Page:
What Billy Joel was right about
There is a finger being pointed. Is it at you?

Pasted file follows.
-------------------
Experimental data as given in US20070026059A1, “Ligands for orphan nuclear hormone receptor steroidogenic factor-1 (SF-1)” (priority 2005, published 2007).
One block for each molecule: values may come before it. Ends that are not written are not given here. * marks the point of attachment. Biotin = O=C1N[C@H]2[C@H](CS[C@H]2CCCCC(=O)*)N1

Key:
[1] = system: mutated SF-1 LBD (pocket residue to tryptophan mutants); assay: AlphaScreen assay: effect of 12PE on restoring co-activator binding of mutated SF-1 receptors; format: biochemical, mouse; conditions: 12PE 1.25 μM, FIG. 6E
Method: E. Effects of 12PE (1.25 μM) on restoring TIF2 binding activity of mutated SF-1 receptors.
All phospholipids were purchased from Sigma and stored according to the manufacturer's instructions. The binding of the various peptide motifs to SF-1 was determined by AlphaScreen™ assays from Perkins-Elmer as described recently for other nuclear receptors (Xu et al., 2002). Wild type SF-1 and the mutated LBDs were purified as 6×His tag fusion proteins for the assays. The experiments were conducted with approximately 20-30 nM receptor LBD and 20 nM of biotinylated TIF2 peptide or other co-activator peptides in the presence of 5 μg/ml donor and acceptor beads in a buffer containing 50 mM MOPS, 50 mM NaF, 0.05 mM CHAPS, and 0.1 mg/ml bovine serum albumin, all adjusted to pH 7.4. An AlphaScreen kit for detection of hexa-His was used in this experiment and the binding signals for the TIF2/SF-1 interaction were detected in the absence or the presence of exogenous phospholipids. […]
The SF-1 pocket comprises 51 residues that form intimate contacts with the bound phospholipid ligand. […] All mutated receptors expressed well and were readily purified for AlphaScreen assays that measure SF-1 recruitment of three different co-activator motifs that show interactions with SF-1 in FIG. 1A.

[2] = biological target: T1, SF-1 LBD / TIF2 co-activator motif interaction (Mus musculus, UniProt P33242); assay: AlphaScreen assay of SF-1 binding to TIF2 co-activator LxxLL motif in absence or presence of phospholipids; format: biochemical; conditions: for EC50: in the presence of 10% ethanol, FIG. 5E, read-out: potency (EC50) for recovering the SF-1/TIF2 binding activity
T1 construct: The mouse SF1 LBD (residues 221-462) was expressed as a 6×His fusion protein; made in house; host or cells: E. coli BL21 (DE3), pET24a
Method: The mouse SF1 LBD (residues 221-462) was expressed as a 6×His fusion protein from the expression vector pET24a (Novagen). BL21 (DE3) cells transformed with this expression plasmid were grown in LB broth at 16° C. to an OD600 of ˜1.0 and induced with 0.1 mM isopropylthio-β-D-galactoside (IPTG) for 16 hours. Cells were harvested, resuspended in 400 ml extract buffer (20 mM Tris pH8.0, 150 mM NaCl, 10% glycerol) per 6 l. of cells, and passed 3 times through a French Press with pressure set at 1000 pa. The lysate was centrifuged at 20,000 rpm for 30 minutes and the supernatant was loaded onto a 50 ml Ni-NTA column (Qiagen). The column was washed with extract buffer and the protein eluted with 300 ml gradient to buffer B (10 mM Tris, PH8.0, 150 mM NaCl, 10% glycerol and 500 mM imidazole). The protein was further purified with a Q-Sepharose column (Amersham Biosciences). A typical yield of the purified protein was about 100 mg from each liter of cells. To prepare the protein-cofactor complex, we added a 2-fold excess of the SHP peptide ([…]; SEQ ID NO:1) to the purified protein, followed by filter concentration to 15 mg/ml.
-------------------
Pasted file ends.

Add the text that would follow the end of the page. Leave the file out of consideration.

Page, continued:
If you were around in the 1970s, and even if you came much later, you've probably heard Billy Joel's famous song, Only The Good Die Young. A rebellious guy strings together some thoughts about how bad people have more fun...all in an attempt to get a good Catholic girl to sleep with him. As he sings, "sooner or later it comes down to fate, I might as well be the one," it doesn't sound like a song with a lot of depth but then there's one part... A few lines of the song are pretty insightful and we need to ask ourselves, "Is he right?" Do you know the part I'm referring to? I'll tell you in a minute... The other night in Bible study we were looking at how the church of Philippi started. Paul was going around telling people the Good News and the people who listened weren't those you would probably ever believe would believe: The Super Rich. Lydia had lots of money, prestige, and success. She had a nice home and servants. She was a businesswoman. Imagine Lady Gaga or Oprah. The Very Troubled. When Paul is witnessing in Philippi, there's a girl following him around. A really annoying, loud, crazy girl. She's actually possessed.Think drug addicts and that one uncle of yours. The Just Doing My Job-ers. Paul ends up getting thrown in jail - after the crazy girl incident. The jailer who is assigned to watch him has one job - keep the prisoner in prison. When there's an earthquake and the confines are broken, the jailer knows he's a dead man. He doesn't like his work or his employer. He just wants to do his job and go home. Think perpetually crabby co-workers or unpleasant public service people. Isn't it true that we sometimes write people off from heaven? Even if it's subconsciously? The line in Billy's song is, "You say your mother told you all that I could give you was a reputation. She never cared for me...But did she ever say a prayer for me?" We quickly agree that children in third world countries should have loving people show them kindness and share the gospel with them. But what about your boss who just yelled at you? Your land-lord who swears and chain smokes? The girl you're pretty sure is huffing canned air in the storeroom at work? The sleazy guy who wants to date your daughter? Do we say a prayer for them? Paul shared the gospel with each one of the people he encountered. Each one's life was changed. Saved.They were the beginnings of the church in Philippi. These were people that became a great church and people Paul came to love greatly. So how did he share the gospel? It was different with each one - you can read about it in Acts 16 starting at verse 11. The true how is that he thought of others as more important than himself. He knew that he was good with God...forever, so his whole life was focused on others. He simply trusted God to put him in the right place, at the right time, and to give him the right words. Make sure you aren't shutting the door to heaven for others. Pray for those who aren't like you, for those who offend you, and think of ways to reach them with the gospel. Then when the accusation comes, "Did you ever say a prayer for me?" you can say,"Absolutely!"